Editorial: Noise, not reason

Say what you want about ASU, but it certainly has had a penchant for drawing some prominent and charismatic speakers.

In the last few years our campuses has had big-name visitors ranging from presidential candidate Ron Paul to current President Barack Obama. Just this past weekend, ASU Gammage played host to two big political players.

Karl Rove, former senior adviser and deputy chief of staff to former President George W. Bush, and Howard Dean, former governor of Vermont and former chairman of the Democratic National Committee, graced ASU with a politically charged debate Saturday.

Sponsored by the Undergraduate Student Government, the two verbally duked it out on major issues facing the American electorate, including health care, immigration and local and national budgets.

USG deserves a lot of credit for putting the event together — it’s not every day that we have a chance to see a debate between two such intelligent political minds.

“We’d heard that [Rove and Dean] had done this in a couple of college campuses across the nation,” USG President Brendan O’Kelly said, adding that USG worked with Keppler Speakers to set up the time and date for the speakers to meet in front of an Arizona audience.

Near the start of the event, the Gammage box office reported that it was near to being sold out, O’Kelly said. The revenue from the tickets will be funneled back into the University’s financial aid system to help provide funds for students demonstrating financial need, he added.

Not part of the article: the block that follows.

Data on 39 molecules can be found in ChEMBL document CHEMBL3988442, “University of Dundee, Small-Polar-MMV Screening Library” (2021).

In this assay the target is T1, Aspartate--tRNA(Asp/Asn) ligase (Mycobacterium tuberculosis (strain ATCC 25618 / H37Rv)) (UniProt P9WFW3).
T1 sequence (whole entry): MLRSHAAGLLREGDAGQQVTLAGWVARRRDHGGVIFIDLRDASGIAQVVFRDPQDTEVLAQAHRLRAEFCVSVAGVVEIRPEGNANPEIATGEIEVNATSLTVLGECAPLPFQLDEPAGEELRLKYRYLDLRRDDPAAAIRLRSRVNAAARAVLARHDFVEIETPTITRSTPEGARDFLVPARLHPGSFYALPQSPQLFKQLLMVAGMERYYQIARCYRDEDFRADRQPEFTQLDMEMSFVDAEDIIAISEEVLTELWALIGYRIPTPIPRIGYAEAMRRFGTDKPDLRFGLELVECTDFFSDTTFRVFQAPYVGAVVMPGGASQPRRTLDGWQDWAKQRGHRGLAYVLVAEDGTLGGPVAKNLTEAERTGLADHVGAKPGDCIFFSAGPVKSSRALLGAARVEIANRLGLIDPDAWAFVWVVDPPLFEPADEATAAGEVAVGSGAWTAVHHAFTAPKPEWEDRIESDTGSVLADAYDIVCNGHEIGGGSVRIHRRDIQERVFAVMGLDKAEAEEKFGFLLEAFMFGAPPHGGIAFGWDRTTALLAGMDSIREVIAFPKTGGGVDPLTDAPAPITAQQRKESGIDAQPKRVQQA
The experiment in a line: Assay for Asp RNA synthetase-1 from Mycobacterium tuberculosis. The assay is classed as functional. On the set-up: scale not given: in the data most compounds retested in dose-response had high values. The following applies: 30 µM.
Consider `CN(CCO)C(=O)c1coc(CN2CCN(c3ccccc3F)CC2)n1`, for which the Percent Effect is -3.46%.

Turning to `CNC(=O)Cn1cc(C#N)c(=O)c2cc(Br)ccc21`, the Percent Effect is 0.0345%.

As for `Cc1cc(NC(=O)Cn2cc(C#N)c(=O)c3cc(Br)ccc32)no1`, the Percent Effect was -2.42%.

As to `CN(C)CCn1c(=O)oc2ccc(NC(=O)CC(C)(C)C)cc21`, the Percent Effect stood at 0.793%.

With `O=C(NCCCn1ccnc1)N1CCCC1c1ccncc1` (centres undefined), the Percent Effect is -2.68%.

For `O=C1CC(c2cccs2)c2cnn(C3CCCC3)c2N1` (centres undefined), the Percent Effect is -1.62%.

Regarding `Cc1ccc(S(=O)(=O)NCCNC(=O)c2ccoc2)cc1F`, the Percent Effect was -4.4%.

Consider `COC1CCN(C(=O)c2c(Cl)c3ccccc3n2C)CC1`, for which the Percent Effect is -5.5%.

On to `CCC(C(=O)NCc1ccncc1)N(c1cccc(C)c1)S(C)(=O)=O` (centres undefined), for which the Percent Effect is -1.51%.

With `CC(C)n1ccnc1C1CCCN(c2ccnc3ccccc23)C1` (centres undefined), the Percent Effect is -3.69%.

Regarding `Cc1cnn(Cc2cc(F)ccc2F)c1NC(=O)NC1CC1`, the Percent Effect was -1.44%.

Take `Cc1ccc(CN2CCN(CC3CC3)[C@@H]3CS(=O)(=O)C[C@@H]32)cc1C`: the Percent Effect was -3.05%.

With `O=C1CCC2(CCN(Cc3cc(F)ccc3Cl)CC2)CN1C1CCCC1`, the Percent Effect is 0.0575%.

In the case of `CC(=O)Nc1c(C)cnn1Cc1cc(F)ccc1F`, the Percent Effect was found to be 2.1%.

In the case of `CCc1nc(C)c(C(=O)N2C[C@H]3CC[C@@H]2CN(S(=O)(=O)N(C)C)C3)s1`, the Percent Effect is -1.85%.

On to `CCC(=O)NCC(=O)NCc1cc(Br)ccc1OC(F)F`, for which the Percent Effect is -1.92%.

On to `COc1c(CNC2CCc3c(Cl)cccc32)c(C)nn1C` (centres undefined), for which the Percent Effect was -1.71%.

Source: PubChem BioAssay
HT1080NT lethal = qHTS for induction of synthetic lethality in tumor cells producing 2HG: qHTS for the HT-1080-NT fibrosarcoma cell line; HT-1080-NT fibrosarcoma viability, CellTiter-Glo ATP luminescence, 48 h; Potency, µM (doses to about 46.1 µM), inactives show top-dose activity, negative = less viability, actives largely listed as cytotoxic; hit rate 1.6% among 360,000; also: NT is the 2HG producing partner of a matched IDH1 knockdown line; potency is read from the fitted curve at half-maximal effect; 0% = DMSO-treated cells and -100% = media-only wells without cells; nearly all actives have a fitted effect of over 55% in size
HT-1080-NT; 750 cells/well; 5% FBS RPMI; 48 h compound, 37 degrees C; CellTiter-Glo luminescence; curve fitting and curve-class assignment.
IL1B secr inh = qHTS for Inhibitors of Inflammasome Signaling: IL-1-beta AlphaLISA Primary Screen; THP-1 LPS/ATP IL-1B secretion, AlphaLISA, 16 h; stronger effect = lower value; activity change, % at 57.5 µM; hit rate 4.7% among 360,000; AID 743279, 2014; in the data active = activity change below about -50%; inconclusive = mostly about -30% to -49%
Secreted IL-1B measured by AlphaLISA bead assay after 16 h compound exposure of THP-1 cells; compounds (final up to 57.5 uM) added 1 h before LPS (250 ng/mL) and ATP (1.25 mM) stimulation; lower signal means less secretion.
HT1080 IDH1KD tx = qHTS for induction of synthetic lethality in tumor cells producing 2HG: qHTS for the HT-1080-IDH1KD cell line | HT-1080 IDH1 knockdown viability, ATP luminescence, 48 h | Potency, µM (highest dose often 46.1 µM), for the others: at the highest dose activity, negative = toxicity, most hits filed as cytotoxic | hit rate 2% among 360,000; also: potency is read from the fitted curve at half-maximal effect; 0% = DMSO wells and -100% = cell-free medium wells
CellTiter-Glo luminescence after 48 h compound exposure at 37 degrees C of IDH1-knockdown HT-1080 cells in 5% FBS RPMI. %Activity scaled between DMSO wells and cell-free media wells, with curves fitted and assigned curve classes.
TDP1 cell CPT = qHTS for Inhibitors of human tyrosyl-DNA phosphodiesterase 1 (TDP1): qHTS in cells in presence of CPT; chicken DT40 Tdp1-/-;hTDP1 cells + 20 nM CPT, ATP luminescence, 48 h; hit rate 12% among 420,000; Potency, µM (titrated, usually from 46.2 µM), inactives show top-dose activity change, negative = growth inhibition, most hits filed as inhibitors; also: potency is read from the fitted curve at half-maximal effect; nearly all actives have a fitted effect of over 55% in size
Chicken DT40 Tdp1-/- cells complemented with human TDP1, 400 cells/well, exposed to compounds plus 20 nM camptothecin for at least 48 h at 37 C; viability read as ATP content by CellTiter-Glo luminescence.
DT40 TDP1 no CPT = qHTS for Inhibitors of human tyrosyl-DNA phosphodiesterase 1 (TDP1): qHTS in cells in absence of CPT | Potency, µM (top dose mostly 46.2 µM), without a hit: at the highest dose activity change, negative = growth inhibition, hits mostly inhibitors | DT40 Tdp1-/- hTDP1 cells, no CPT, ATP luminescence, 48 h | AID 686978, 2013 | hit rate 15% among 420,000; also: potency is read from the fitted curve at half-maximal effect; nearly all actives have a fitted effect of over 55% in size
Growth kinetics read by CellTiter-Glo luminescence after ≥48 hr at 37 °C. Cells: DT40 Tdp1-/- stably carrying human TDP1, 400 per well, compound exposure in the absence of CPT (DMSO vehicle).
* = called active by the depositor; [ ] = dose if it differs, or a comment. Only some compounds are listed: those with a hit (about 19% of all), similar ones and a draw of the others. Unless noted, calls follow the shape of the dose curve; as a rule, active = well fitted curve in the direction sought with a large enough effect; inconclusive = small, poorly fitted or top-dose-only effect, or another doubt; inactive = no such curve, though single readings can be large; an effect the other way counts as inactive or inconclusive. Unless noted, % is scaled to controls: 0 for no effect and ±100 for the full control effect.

All in all, USG did a pretty commendable job with the whole event.

But unfortunately, less can be said for the spectators.

Dean and Rove come from very different political ideologies, and based on the consistent shouting of the crowd, the audience did too. The speakers said some things spectators liked, and some things they vehemently disagreed with — all well and good, and a key part of a debate. What was not key, but rather disruptive and offensive, was when Rove and Dean were constantly interrupted by shouts of “war criminal!” “communist!” or other epithets throughout the entire hour and a half they were supposed to be talking.

Certainly people are entitled to their opinions, but marring what was supposed to be an academic debate on public policy only proved right, yet again, how ASU is so often portrayed: as a noisy, indecorous party college, unequal to highbrow schools like Princeton or Yale — even if some of the protesters were not students.

The debate echoed what transpired at a Walter Cronkite School of Journalism and Mass Communication event featuring Sheriff Joe Arpaio. Spectators booed him off the stage with a reworked version of Bohemian Rhapsody, further perpetuating the idea that ASU students are rowdy and rude.

One of the biggest hurdles that ASU faces is not the quality of its education, it is the attitude with which people approach the school. If we at ASU continue to allow ungracious behavior toward people we don’t agree with, we don’t look like the University that has earned millions of dollars in research grants — we just look uneducated.

Protesting for your beliefs is admirable, but the debate wasn’t a town hall to voice grievances. Isn’t the point to hear what the other side has to say? As Dean said in his closing argument, we have to listen to our friends on the left and the right. Bipartisanship is quickly becoming a joke, but unyielding ideologies and unintelligent screaming won’t make progress. No one can hear reason when it’s being screamed across crowded halls.


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